CBP P-3 Surveillance Aircraft Program Celebrates 25 Years of Service
Corpus Christi, Texas - U.S. Customs and Border Protection's Office of Air and Marine today celebrated the 25th Anniversary of its P-3 surveillance aircraft program. There are 16 of these Orion aircraft operating in Corpus Christi, Texas and Jacksonville, Fla.
"The P-3 aircraft is a proven maritime patrol aircraft that has proven itself to be an effective asset in intercepting source and transit zone trafficking of illegal drugs," said Gen. Michael C. Kostelnik, CBP's assistant commissioner, air and marine office. "Air and Marine had the vision to extend the life of this aircraft by putting new wings on them-some something few operators were thinking about in 2006-and we are now helping to shape the way the aviation operations thinks."
Office of Air and Marine operates two P-3 variants, the Airborne Early Warning (AEW) and the Long Range Tracker (LRT). The AEW provides wide area search and increased command, control and communications capabilities. The LRT is designed to intercept and track airborne and surface smuggling threats. The two variants often fly in tandem and when used in this manner the pair can identify, detect, monitor and intercept both airborne and maritime targets and have been instrumental in identifying self-propelled semi submersibles.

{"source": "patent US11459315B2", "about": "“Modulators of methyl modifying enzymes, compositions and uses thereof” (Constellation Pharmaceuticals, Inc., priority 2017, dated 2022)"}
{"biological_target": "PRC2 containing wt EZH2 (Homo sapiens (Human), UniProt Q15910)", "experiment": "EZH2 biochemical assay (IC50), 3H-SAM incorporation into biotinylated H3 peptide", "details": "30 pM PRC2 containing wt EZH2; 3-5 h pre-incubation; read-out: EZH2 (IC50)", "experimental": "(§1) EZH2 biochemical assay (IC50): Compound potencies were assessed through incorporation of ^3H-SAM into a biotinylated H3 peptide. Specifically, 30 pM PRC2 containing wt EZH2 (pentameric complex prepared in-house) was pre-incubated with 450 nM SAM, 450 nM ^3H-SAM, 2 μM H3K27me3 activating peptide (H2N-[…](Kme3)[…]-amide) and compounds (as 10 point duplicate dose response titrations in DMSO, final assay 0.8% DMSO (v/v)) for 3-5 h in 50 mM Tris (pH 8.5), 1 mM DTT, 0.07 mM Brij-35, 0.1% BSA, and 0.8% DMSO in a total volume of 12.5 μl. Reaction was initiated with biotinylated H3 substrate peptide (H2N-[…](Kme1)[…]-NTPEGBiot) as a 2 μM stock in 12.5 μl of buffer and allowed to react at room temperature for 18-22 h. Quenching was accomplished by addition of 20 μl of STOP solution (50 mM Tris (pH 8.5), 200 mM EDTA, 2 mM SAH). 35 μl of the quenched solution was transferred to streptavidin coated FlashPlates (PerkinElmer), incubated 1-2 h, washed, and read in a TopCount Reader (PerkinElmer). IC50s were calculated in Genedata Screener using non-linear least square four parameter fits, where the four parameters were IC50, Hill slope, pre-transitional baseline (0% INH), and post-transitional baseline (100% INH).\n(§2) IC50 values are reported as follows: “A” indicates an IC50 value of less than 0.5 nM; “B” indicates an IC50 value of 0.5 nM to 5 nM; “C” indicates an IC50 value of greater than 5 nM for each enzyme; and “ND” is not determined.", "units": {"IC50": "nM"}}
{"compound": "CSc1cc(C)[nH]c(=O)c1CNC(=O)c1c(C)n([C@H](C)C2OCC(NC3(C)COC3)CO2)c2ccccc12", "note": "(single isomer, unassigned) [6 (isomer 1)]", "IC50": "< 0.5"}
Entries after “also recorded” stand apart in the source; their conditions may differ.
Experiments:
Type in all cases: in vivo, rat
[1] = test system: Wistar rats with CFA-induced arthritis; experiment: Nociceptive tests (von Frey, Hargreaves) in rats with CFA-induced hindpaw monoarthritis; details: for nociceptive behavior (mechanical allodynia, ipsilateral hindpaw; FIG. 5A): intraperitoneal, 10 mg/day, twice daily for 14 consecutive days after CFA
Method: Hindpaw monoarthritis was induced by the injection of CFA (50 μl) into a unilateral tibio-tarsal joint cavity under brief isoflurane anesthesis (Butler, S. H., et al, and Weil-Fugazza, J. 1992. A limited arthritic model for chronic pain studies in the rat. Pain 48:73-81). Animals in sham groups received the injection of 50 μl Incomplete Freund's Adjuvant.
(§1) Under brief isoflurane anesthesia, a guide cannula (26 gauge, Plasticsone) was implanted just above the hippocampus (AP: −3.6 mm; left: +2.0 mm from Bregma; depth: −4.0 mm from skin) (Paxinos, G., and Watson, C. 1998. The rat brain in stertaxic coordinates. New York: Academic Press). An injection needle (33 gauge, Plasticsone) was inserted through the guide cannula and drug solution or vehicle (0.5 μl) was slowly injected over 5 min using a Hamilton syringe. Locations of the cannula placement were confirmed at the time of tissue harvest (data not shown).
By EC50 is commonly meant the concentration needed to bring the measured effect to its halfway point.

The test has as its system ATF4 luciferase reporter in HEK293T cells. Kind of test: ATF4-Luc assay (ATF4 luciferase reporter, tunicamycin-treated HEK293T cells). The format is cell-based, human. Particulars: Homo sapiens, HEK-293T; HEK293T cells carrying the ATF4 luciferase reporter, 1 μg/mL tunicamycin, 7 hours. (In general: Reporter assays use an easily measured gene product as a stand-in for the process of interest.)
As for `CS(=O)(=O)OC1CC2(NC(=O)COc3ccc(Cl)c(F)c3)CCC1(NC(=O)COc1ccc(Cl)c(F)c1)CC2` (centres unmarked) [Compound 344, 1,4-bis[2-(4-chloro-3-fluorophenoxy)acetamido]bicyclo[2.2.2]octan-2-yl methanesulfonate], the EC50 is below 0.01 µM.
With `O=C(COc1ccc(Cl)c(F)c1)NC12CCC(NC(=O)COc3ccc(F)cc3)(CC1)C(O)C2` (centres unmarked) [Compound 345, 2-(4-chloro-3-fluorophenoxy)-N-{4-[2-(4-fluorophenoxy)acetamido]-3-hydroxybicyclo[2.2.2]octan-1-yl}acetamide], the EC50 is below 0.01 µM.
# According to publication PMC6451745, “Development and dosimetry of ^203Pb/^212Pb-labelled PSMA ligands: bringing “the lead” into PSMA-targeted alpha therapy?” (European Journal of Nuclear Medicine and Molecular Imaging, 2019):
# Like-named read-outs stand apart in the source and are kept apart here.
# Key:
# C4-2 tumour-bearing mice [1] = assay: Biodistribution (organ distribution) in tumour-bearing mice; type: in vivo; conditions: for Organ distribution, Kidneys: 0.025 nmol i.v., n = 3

The P-3 AEW carries a crew of eight and can fly for 12 hours with a range of 3,000 nautical miles and at a ceiling of 26,000 feet. The LRT can also fly for 12 hours with range of 4,000 nautical miles and at 28,000 feet.
They are primarily used for long-range patrols either along the entire U.S. border or in source and transit zones throughout Central and South America.
Though the OAM P-3 program is celebrating 25 years, the aircraft's airframe is more than 40 years in age. The aircraft are going through a modification, which will add new wings and an additional 15-20 years to the life of the aircraft at a cost of about $320 million. Replacing the fleet would come at a cost of about $3 billion.
In 25 years, the P-3 program seized or disrupted nearly 1.9 million pounds of drugs and has flown over 120,000 hours.